The Little Bald Hills Trail
Length 9.8 mi · Climbing 1600 ft
The Little Bald Hills Trail starts in the old-growth redwoods near Stout Grove and climbs to a pine-studded ridge. Along the way there's a nice variety of scenery, including some exceptionally lush fir groves. However, this isn't an old-growth trail, and even the old-growth redwoods at the trail's base can't compare with those in other parts of the park.
The trail has a lot of climbing but it's not especially steep or difficult, and the grade isn't quite as unrelenting as it looks from the elevation profile. This is the only trail in Jed Smith where mountain biking is allowed, and the trail is fairly popular with bicyclists, who sometimes barrel down the trail at high speed.
Click here to see the trailhead location in Google Maps.
The trail starts among extravagantly lush lowland redwoods but immediately leaves them behind as it starts to climb. The redwoods become much smaller and dense thickets of huckleberry shrubs line the trail, screening the views of the redwoods. Small Douglas-Fir trees, their trunks spotted with white lichens, grow among the redwoods.
Right at the end of the old growth, there's an area of pretty good-sized redwoods. As the old growth ends, there's a small sign to your right marking the historic boundary of the state park.
For the next mile or so the trail passes through a logged area, with numerous stumps among the small second-growth redwoods. Fortunately the logged area soon ends as the woods open up and the trail passes through a narrow band of scrub.
A bypass trail has been built around a Port-Orford-Ceder root rot infestation. The gravel-surfaced bypass runs through a bright and strikingly pure grove of Douglas-Fir, one of the more interesting parts of the trail. The trees are initially very small, but toward the top of the grove they increase a bit in size.
After the bypass trail rejoins the original alignment, the trail passes through some especially lush Douglas-Fir and redwood forest before reaching a spur trail to the backcountry camp. The backcountry camp is located at the edge of a field and the four sites are fairly well spaced out. Despite being labeled a primitive camp, on the official park map, there's a horse corral, running nonpotable water, and an outhouse.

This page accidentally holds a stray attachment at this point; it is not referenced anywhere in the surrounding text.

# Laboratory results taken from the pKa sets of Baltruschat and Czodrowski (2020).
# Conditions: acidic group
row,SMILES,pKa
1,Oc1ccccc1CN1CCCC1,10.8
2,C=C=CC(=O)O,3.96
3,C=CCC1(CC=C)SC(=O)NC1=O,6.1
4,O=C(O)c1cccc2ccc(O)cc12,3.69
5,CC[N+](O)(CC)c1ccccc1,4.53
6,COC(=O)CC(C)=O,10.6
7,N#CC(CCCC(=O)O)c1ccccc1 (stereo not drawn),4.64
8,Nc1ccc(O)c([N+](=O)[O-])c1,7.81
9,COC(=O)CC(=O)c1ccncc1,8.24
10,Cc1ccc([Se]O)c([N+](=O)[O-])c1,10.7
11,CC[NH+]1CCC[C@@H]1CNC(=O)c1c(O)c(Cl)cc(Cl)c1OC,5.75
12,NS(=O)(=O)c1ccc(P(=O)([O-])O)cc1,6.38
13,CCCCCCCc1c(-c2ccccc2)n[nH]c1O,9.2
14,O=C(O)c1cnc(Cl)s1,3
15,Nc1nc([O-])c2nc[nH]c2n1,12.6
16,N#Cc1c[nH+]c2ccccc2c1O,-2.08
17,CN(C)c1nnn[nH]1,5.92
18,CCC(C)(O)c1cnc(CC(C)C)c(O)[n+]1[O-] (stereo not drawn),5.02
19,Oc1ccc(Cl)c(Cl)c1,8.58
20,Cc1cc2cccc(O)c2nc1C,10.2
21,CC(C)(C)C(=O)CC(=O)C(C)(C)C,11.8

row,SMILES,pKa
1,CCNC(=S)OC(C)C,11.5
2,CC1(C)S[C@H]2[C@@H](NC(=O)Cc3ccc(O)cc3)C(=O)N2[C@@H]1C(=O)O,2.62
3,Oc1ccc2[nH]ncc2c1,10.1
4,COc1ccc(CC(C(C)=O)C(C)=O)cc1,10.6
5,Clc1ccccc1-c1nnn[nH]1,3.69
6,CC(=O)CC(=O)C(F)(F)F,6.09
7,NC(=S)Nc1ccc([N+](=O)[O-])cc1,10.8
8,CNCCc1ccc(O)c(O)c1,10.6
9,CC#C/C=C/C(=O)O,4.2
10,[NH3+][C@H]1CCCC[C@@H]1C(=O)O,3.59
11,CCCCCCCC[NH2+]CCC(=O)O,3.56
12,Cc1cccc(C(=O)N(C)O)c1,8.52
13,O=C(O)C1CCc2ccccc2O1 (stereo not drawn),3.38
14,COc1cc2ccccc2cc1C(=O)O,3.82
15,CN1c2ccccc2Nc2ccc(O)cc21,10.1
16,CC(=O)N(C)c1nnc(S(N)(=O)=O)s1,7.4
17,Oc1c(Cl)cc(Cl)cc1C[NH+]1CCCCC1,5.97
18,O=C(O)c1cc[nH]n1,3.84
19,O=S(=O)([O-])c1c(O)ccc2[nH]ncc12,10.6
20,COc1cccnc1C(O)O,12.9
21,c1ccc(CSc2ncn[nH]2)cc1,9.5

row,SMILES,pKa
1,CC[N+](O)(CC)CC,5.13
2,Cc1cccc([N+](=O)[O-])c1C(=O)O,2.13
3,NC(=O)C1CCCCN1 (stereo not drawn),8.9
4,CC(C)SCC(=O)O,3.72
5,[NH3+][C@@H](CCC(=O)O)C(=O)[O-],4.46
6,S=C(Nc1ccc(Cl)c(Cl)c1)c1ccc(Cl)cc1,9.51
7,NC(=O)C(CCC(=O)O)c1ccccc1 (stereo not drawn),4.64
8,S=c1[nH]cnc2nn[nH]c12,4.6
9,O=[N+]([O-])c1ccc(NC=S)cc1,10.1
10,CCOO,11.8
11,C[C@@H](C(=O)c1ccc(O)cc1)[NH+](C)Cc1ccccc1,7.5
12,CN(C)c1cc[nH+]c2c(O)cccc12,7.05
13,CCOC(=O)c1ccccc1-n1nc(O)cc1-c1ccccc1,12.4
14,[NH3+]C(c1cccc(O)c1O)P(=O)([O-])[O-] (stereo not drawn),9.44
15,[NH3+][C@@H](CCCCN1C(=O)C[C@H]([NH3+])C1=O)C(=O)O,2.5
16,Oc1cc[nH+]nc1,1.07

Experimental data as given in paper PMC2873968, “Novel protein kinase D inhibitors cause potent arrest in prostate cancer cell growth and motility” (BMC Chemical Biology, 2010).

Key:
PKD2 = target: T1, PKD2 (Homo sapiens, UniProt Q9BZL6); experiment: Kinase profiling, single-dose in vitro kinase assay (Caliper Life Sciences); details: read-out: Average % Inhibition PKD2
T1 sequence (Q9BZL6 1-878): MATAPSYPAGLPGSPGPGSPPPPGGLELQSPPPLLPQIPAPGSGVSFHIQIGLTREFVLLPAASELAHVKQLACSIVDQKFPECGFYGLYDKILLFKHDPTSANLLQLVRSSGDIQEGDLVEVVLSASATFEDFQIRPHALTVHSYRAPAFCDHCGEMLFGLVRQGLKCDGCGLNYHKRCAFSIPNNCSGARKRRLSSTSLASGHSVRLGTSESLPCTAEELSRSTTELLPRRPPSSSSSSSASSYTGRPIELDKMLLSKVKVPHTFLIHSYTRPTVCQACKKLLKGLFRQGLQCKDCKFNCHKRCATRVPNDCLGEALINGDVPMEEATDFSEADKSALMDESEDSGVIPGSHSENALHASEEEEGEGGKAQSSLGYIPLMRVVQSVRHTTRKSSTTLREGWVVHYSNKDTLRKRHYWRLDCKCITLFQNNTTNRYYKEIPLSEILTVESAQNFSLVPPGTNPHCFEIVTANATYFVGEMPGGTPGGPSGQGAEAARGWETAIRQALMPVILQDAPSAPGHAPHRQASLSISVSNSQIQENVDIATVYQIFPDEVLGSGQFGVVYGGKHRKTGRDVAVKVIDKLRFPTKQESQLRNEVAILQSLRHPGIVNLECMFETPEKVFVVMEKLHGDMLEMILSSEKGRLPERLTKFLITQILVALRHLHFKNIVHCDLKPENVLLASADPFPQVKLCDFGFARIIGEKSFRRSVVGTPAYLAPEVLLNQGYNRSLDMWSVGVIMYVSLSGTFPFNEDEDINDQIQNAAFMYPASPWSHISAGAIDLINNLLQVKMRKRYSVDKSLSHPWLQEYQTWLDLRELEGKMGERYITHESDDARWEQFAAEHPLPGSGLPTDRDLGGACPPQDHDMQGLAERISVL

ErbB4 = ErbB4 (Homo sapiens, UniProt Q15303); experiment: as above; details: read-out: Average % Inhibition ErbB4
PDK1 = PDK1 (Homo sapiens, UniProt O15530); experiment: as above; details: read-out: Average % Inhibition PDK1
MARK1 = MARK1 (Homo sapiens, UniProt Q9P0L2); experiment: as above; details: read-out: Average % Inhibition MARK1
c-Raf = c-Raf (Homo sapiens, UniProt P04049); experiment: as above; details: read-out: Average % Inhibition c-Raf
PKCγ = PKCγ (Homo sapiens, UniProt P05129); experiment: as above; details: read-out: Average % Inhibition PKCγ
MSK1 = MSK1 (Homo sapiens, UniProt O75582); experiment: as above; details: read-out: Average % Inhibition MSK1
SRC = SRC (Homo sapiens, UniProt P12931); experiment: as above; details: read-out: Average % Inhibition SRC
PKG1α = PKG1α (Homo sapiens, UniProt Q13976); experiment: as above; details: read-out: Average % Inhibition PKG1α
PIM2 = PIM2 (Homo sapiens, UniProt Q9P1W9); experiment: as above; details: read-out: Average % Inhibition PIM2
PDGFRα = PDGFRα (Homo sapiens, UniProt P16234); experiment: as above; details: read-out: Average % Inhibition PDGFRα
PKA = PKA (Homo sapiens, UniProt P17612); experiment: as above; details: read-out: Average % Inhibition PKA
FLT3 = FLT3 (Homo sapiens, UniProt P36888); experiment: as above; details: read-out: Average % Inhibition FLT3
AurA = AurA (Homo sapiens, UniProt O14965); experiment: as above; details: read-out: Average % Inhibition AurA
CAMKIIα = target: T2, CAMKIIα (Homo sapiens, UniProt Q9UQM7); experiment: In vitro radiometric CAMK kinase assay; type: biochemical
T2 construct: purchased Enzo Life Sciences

Just after the camp, the woods open up and begin transitioning to meadow. The trail becomes less well-maintained and climbs onto the bald, which is actually more of a sparse pine forest. The hilltop is broad and flat, and with the trees all around there's no view to speak of, just a few brief glimpses of the hills to the south and, at one spot, a tiny glimpse of the ocean. The trail gently rises and falls, passing through a few little groves of pine trees. A few wildflowers dot the grassy hills in summer, and butterflies fly about. It's a quiet area that feels very remote.
For the recommended hike shown on the map above, turn around at the large wooden sign that marks the Redwood National Park boundary. However, it's also possible to hike or ride a 17.3 mile loop by continuing through the Smith River National Recreation Area and turning left onto the Paradise Trail to reach South Fork Road. After the park boundary, it's all downhill, but it isn't particularly scenic.
© 2011 David Baselt